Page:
Music, Everywhere!

Do you ever listen to the sounds around you? I mean, really listen? For example, when someone speaks, “replay” their last few words back in your mind. Do you hear a melody?

Do you ever listen to the hum of a refrigerator and try to match the musical pitch? Have you then tried to harmonize with that hum? 

Drips of water, distant cars, birdsong, dropped cutlery, general background ambience even – there’s music everywhere, or at least, the basis of music.

 

In my last blog I explained that I found sound as important as the music itself. Perhaps even more important. I’ve been experimenting with sound for as long as I have been writing music and quite often when I’m out and about I carry means to record what hear. Once I get home, I import the recordings onto my computer where, if the recording is selected, I’ll use in one of my musical compositions. The usage can be simple or complex. It kind of depends on what “vibe” I’m in.

 

Simple uses include perhaps a recording of early morning birdsong placed gently under a chilled out piece. It sometimes gives a track a certain evocative “old National Geographic nature documentary” kind of feel. I’m sure you know what I mean. Public places like airport terminals, railway stations, libraries, shopping malls, are great to record in also. I love the general blur of lots of different voices, squeaky shoes on polished floors, distorted messages on the public address systems. Again, underneath my music, these give another kind of ambience like when you sit down in a busy place and watch the world go by. To me it’s like a frozen moment in time.

 

There is of course the more experimental side to using these recordings. Now this can be really fun, and interesting to me and a lot of cool “discoveries” have been made through experimenting with snippets of sound.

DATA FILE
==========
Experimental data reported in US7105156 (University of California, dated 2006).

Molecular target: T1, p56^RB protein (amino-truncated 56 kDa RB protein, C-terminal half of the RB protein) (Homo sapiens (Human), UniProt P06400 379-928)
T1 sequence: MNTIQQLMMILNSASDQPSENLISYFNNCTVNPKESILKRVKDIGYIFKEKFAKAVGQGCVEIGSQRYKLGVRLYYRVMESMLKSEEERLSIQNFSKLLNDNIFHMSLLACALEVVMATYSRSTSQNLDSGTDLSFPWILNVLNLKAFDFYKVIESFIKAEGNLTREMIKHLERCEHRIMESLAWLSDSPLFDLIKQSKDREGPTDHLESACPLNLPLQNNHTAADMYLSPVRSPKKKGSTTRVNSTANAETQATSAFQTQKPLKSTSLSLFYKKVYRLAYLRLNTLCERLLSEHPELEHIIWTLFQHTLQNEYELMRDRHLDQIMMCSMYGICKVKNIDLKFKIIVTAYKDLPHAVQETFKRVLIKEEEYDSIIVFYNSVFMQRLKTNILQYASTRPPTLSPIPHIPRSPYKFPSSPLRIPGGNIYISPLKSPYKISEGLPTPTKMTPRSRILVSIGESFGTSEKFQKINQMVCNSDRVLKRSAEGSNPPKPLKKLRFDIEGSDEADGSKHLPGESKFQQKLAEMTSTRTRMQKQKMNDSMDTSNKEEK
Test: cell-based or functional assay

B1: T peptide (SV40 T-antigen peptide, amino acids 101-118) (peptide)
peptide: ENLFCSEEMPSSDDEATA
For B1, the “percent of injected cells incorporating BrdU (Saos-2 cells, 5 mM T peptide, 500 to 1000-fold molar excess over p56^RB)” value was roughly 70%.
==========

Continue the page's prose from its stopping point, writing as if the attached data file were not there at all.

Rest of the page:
Recently I used a recording of my cat meowing in a piece. Well, I didn’t just place it in a track, I first pitched it down so that he sounded deeper, I added a little reverb to give a more spacious sound, and then tweaked the recording here and there a little more until I realised I had what a prehistoric dinosaur might have sounded like! “Hey Batty!” (that’s my cat’s name), “You’re a diplodocus!”.

 

I was clearing out the kitchen last October when I dropped a few items of cutlery by accident onto the floor. Nice sound, so I got my “Zoom digital recorder” from upstairs in the studio, took it into the kitchen, and recreated that “accident” many times, with different amounts of knives, forks, spoons. I dropped them from near the ceiling and from barely above the floor, I put down different thicknesses of towels to dampen the sound. Anything to get out of actually cleaning the kitchen! Again I experimented with pitch, harmonics, ambience of the recordings and came up with some great industrial, but other worldly sounds – like huge steampunk trains clunking and clanking over points on the railway track. (Incidentally I once recorded a REAL train going over points, looped the recording, and sped it up considerably until it sounded like a kind of rhythmic rain!)

 

Currently I’m working on a piece of music in which I’m using a looped snippet of a recording from a table tennis match as the background rhythm. It gives a slight clumsiness to the track but in an oddly endearing way (read my previous blog about how imperfections can give an “honesty” to a piece of music.)

 

I love listening to the world around me. The sounds I hear IS music, and on a deeper, (kind of) spiritual level, it makes me feel connected to my environment. I feel more aware when I’m listening. It’s like my surroundings are playing a gig for me to enjoy and be inspired by, and if I really enjoy what I hear, I’ll record that “gig” and perhaps jam with it later. 

 

*While I’ve been writing this blog on my computer I’ve been made aware of the great sounds that my computer keyboard makes while I type. I guess that’s a track for the future!

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